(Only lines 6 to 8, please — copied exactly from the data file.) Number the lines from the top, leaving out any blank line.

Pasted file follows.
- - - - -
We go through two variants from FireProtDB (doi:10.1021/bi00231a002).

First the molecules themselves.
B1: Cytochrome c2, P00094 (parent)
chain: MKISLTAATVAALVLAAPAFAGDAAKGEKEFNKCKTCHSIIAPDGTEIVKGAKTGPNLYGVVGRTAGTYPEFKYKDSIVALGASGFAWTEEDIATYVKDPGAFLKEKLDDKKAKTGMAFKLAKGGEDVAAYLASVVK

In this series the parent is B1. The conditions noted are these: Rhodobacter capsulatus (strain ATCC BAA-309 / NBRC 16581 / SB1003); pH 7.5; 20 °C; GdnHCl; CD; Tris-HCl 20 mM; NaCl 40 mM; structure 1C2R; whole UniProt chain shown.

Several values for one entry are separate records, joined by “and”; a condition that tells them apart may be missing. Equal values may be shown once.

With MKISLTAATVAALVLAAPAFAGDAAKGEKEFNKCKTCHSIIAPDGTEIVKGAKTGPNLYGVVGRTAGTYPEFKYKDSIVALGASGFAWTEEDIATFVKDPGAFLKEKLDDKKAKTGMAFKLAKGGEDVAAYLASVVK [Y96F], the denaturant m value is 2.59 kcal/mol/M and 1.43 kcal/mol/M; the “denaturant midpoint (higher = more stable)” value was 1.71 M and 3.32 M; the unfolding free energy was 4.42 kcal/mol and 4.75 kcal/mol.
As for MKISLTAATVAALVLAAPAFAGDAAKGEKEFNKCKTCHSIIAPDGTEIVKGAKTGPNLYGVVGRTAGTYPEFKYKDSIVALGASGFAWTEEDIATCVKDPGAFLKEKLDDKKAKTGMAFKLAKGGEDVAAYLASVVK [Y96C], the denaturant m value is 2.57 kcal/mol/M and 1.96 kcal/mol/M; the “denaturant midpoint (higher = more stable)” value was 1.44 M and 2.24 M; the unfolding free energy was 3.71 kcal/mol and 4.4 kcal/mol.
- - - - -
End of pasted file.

Several values for one entry are separate records, joined by “and”; a condition that tells them apart may be missing. Equal values may be shown once.

With MKISLTAATVAALVLAAPAFAGDAAKGEKEFNKCKTCHSIIAPDGTEIVKGAKTGPNLYGVVGRTAGTYPEFKYKDSIVALGASGFAWTEEDIATFVKDPGAFLKEKLDDKKAKTGMAFKLAKGGEDVAAYLASVVK [Y96F], the denaturant m value is 2.59 kcal/mol/M and 1.43 kcal/mol/M; the “denaturant midpoint (higher = more stable)” value was 1.71 M and 3.32 M; the unfolding free energy was 4.42 kcal/mol and 4.75 kcal/mol.
As for MKISLTAATVAALVLAAPAFAGDAAKGEKEFNKCKTCHSIIAPDGTEIVKGAKTGPNLYGVVGRTAGTYPEFKYKDSIVALGASGFAWTEEDIATCVKDPGAFLKEKLDDKKAKTGMAFKLAKGGEDVAAYLASVVK [Y96C], the denaturant m value is 2.57 kcal/mol/M and 1.96 kcal/mol/M; the “denaturant midpoint (higher = more stable)” value was 1.44 M and 2.24 M; the unfolding free energy was 3.71 kcal/mol and 4.4 kcal/mol.